Cedar (Cedrus spp.)
Natural Standard Bottom Line Monograph, Copyright © 2013 (www.naturalstandard.com). Commercial distribution prohibited. This monograph is intended for informational purposes only, and should not be interpreted as specific medical advice. You should consult with a qualified healthcare provider before making decisions about therapies and/or health conditions.
While some complementary and alternative techniques have been studied scientifically, high-quality data regarding safety, effectiveness, and mechanism of action are limited or controversial for most therapies. Whenever possible, it is recommended that practitioners be licensed by a recognized professional organization that adheres to clearly published standards. In addition, before starting a new technique or engaging a practitioner, it is recommended that patients speak with their primary healthcare provider(s). Potential benefits, risks (including financial costs), and alternatives should be carefully considered. The below monograph is designed to provide historical background and an overview of clinically-oriented research, and neither advocates for or against the use of a particular therapy.
Cedar of Lebanon, cedars of Lebanon, cedarwood, cedarwood oil, Cedrus deodara, Cedrus libani, Coniferales, essential oils, Juniperus ashei, Pinaceae (family), Pinales, plicatic acid.
Note: Cedar (Cedrus spp.) should not be confused with Cryptomeria japonica (Japanese cedar), Thuja occidentalis (northern white cedar or eastern white cedar), Thuja plicata (western red cedar), or Juniperus spp. (mountain cedar or eastern red cedar) as they are not closely related. This monograph only includes information on Cedrus spp.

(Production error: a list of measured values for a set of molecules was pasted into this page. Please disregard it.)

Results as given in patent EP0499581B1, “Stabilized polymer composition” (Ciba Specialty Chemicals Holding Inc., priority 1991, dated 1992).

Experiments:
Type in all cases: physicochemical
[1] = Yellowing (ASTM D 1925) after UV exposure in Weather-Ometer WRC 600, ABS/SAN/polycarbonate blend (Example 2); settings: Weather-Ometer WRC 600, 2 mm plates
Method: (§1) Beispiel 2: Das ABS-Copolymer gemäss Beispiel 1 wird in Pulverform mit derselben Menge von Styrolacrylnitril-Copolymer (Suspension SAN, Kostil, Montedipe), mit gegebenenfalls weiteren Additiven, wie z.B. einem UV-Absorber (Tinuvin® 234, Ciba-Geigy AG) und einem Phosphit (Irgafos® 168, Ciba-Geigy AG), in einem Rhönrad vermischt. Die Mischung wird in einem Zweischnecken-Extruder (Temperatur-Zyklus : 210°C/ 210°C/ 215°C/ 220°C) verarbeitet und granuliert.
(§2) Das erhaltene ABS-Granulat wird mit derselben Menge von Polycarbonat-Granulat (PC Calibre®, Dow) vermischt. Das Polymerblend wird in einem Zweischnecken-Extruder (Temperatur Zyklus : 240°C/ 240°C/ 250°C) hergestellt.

Cedar is native to the mountains of the western Himalayan and the Mediterranean regions. Because moths and other insects are repelled by the scent of the wood and oil, cedar wood has been used in closets and chests to preserve fabrics and textiles. In one clinical study, patients with alopecia areata who were massaged with a combination of cedarwood oil, other aromatic oils, and carrier oils had significantly improved symptoms. However, there are currently no further well-designed studies in humans available to support the use of cedar for any condition.
In atopic patients, cedar pollen may cause allergic symptoms, including asthma. Occupational exposure to cedar wood dust may have irritant, allergenic, or carcinogenic effects.
These uses have been tested in humans or animals. Safety and effectiveness have not always been proven. Some of these conditions are potentially serious, and should be evaluated by a qualified healthcare provider.
Alopecia areata (hair loss)